CO2 targets for 2021 for new cars will be based on an improved test, the WLTP (Worldwide harmonised Light Vehicles Test Procedure), after a decision today by the European Council and the European Commission. Sustainable transport group Transport & Environment (T&E) welcomes the decision as the conversion methodology will limit how much carmakers can manipulate tests to meet 2021 CO2 limits for new cars.
Carmakers will have to provide more realistic fuel economy figures for their new cars as of 2018 thanks to the introduction of a new CO2 laboratory test (WLTP – Worldwide harmonised Light Vehicles Test Procedure). Sustainable transport group Transport & Environment (T&E) welcomes the decision reached last night between member states, the European Commission and the European Parliament.
Three quarters of a ‘Dirty 30’ list of cars with suspicious emissions behaviour compiled by Transport & Environment (T&E) were approved for sale in Europe by the ‘home’ national authorities. These type approval authorities refuse to take any action to bring carmakers to account, instead blaming Brussels for ‘vague’ legal definitions.
Carmakers’ plan to cut road transport emissions washes their hands of responsibility and ignores cost effective vehicle standards that will lower fuel bills for drivers, create jobs and lower oil imports. The need for vehicles CO2 targets is the key conclusion of a new study from the ICCT, the group which tipped off the US EPA about Volkswagen’s cheating last year. The study finds early introduction of standards for trucks and stringent new targets for cars and vans would alone result in CO2 savings of 17.4% on 2005 levels by 2030, making a sizable contribution to meeting EU targets to reduce emissions in non-ETS sectors.
Carmakers must be forced to come clean after three new defeat devices were identified by analyses of three government investigations into the Dieselgate car emissions scandal, green group Transport & Environment (T&E) has said. Citing testing exemptions, most carmakers switch off their emissions control systems in everyday driving and weather conditions such as temperatures below 17°C.
The NGVA claims that natural and biogas are the only viable routes to clean up road vehicles, especially trucks. Even if we would ignore the issue of methane leakage – and that is not a good idea – the potential for natural gas remains limited.
The future Renewable Energy Directive should actively promote the electrification of transport. This is the key message from the Platform for Electro Mobility in its response to the public consultation on a new Renewable Energy Directive (RED).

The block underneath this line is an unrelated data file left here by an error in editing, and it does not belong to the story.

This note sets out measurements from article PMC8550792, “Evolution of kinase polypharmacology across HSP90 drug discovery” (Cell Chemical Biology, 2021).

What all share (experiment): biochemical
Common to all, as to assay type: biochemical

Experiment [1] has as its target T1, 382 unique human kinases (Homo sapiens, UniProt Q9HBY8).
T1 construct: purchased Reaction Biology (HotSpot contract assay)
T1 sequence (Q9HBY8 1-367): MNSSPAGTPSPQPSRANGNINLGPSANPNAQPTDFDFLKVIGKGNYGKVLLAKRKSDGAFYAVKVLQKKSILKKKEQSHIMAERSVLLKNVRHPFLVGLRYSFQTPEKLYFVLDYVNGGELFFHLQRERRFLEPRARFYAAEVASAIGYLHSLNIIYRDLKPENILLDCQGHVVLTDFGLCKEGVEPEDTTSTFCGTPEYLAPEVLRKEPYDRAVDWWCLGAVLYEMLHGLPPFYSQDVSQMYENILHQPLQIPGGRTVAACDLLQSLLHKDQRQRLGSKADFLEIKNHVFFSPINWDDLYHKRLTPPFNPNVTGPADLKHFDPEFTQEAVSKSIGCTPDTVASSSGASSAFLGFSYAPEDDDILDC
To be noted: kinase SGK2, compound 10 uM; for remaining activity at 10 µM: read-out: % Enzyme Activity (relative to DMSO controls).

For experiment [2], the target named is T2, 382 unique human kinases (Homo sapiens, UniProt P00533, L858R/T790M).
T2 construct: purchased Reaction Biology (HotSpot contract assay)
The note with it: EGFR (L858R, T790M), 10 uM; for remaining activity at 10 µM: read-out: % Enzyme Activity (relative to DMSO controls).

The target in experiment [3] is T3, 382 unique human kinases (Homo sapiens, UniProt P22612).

Today’s claim by Shell and carmakers that current climate policies virtually complete the job of tackling transport emissions is wishful thinking, an analysis by green transport group Transport & Environment shows. The Auto Fuel Coalition of carmakers, oil companies and biofuels producers published a 2030 CO2 estimate of the effect of existing climate policies that is 20% below the European Commission’s own reference scenario.
The official new car CO2 figures for 2016 published today by the European Environment Agency are worthless and the claimed savings hot air, green transport group Transport & Environment (T&E) has said. The testing system is utterly discredited and the claimed fall in emissions is largely achieved through manufacturers manipulating the outdated tests. In 2015 new passenger cars emitted on average 119.6 grammes (g) of carbon dioxide (CO2) per kilometre – 3% lower than in the previous year. The reality on our roads is that the efficiency of new cars has been largely unchanged for four years.
Increasing the use of natural gas in cars and trucks would be largely ineffective in reducing greenhouse gas (GHG) emissions and air pollution, a new independent study finds. There are no GHG savings in shifting from diesel cars and trucks to compressed or liquefied natural gas (LNG) cars and trucks, while petrol-hybrid, electric and hydrogen cars deliver much greater climate benefits, the study for sustainable transport group Transport & Environment says.